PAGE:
Antibiotic Resistance Essay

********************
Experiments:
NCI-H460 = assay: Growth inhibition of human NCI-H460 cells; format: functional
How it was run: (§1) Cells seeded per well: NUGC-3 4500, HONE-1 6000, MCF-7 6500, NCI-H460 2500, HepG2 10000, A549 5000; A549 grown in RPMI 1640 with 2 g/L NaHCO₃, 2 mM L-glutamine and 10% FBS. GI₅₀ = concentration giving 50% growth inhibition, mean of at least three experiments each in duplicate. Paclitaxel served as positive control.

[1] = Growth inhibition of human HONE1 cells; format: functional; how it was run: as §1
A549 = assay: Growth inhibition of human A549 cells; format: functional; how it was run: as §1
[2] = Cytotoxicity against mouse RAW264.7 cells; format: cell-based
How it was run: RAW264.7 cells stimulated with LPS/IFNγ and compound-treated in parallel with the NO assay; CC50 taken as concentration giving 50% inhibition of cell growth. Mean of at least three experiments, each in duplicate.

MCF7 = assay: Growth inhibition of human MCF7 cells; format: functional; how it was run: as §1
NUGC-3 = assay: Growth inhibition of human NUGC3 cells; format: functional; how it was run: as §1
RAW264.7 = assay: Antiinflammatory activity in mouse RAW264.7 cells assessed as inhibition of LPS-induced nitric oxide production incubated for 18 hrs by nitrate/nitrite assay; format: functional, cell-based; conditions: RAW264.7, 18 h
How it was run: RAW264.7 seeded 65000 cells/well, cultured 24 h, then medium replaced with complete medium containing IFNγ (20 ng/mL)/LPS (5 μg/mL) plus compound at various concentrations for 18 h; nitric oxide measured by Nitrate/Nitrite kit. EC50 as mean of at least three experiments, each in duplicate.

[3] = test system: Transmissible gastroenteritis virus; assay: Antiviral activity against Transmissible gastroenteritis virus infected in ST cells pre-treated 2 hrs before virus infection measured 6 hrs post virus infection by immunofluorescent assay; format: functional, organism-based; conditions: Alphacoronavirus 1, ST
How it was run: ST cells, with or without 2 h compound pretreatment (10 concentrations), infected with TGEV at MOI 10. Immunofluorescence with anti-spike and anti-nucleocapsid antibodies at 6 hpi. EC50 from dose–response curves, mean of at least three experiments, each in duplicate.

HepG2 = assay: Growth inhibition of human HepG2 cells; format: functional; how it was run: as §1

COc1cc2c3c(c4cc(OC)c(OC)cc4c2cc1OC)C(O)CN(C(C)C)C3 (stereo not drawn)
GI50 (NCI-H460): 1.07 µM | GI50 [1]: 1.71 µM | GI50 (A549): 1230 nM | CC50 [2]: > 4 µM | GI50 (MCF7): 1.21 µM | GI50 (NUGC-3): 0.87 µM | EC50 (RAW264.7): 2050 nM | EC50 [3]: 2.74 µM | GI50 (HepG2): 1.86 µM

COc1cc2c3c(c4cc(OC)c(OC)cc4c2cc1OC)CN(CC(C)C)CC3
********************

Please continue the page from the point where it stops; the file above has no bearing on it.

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When antibiotics first began to see widespread American usage in the 1940’s, they were heralded as a miracle drug, a description that was not far from the mark considering the great number of debilitating or fatal illnesses that they could rapidly cure. In a time where bacterial diseases that today carry few serious health risks in healthy adults—such as strep throat, ear infections, syphilis, and wound infections—often led to serious debilitation or death, the invention of antibiotics was among the greatest single improvements in public health ever made. And today, more than three quarters of a century after Alexander Fleming discovered the antimicrobial properties of penicillin, antibiotics are as important as ever in maintaining a healthy population, from their ability to treat common infections to the safeguards they provide patients undergoing surgeries and other infection-prone procedures that could otherwise be too risky to perform. However, today many doctors and researchers are beginning to fear that this golden era of antibiotics may be coming to an end due to the ever-increasing threat of antibiotic resistance. There are a number of practices that contribute to increased antibiotic resistance, including the unnecessary prescription, improper dosage, and incorrect usage of antibiotic drugs by humans. But one of the major potential causes of antibiotic resistance does not involve human patients at all. Rather, many believe that the excessive use of antibiotics in food animals is among the leading threats to the future of human ability to fight bacterial infections. Antibiotic resistance is a threat that has been theorized since the beginning of their medical uses. Even Alexander Fleming, the man considered to be the fath... ... middle of paper ... ...ter numbers, increasing the likelihood of a stronger secondary infection. And when this effect is spread to all of a livestock owner’s animals, rather than just those that are sick, it only increases the number of resistant infections. These infections do not just endanger other food animals, however, as the same bacteria that infect cows, pigs, poultry, and fish can also pose threats to humans, who can catch these diseases from direct contact with animals and through eating meat that has been contaminated with the resistant bacteria during processing. Because many of the same antibiotics are used in both animals and humans, a person becoming infected with bacteria that has become antibiotic resistant in livestock will face limited choices in treatment ("Antibiotic Debate Overview."). Thus, the misuse of antibiotics in animals has a direct negative effect on humans.

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